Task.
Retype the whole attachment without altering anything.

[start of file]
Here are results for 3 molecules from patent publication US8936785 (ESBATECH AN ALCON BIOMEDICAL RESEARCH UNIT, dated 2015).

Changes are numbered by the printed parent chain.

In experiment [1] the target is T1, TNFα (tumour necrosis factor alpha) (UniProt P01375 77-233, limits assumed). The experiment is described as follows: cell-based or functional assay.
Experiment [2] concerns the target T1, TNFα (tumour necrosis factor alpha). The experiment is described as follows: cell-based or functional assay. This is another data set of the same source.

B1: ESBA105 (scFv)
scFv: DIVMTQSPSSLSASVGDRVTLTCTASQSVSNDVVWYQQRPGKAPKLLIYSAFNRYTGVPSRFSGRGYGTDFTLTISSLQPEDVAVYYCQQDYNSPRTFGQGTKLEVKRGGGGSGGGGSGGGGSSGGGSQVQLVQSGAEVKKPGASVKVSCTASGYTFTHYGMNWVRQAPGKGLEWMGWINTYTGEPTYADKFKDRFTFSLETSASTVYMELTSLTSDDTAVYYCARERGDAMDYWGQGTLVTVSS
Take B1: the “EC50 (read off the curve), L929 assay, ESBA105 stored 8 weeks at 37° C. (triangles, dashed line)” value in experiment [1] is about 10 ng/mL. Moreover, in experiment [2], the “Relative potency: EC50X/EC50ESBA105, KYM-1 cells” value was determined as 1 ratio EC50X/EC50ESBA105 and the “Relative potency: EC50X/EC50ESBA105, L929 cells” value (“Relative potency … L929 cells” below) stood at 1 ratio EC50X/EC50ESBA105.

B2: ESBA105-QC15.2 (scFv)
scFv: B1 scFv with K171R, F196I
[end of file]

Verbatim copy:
Here are results for 3 molecules from patent publication US8936785 (ESBATECH AN ALCON BIOMEDICAL RESEARCH UNIT, dated 2015).

Changes are numbered by the printed parent chain.

In experiment [1] the target is T1, TNFα (tumour necrosis factor alpha) (UniProt P01375 77-233, limits assumed). The experiment is described as follows: cell-based or functional assay.
Experiment [2] concerns the target T1, TNFα (tumour necrosis factor alpha). The experiment is described as follows: cell-based or functional assay. This is another data set of the same source.

B1: ESBA105 (scFv)
scFv: DIVMTQSPSSLSASVGDRVTLTCTASQSVSNDVVWYQQRPGKAPKLLIYSAFNRYTGVPSRFSGRGYGTDFTLTISSLQPEDVAVYYCQQDYNSPRTFGQGTKLEVKRGGGGSGGGGSGGGGSSGGGSQVQLVQSGAEVKKPGASVKVSCTASGYTFTHYGMNWVRQAPGKGLEWMGWINTYTGEPTYADKFKDRFTFSLETSASTVYMELTSLTSDDTAVYYCARERGDAMDYWGQGTLVTVSS
Take B1: the “EC50 (read off the curve), L929 assay, ESBA105 stored 8 weeks at 37° C. (triangles, dashed line)” value in experiment [1] is about 10 ng/mL. Moreover, in experiment [2], the “Relative potency: EC50X/EC50ESBA105, KYM-1 cells” value was determined as 1 ratio EC50X/EC50ESBA105 and the “Relative potency: EC50X/EC50ESBA105, L929 cells” value (“Relative potency … L929 cells” below) stood at 1 ratio EC50X/EC50ESBA105.

B2: ESBA105-QC15.2 (scFv)
scFv: B1 scFv with K171R, F196I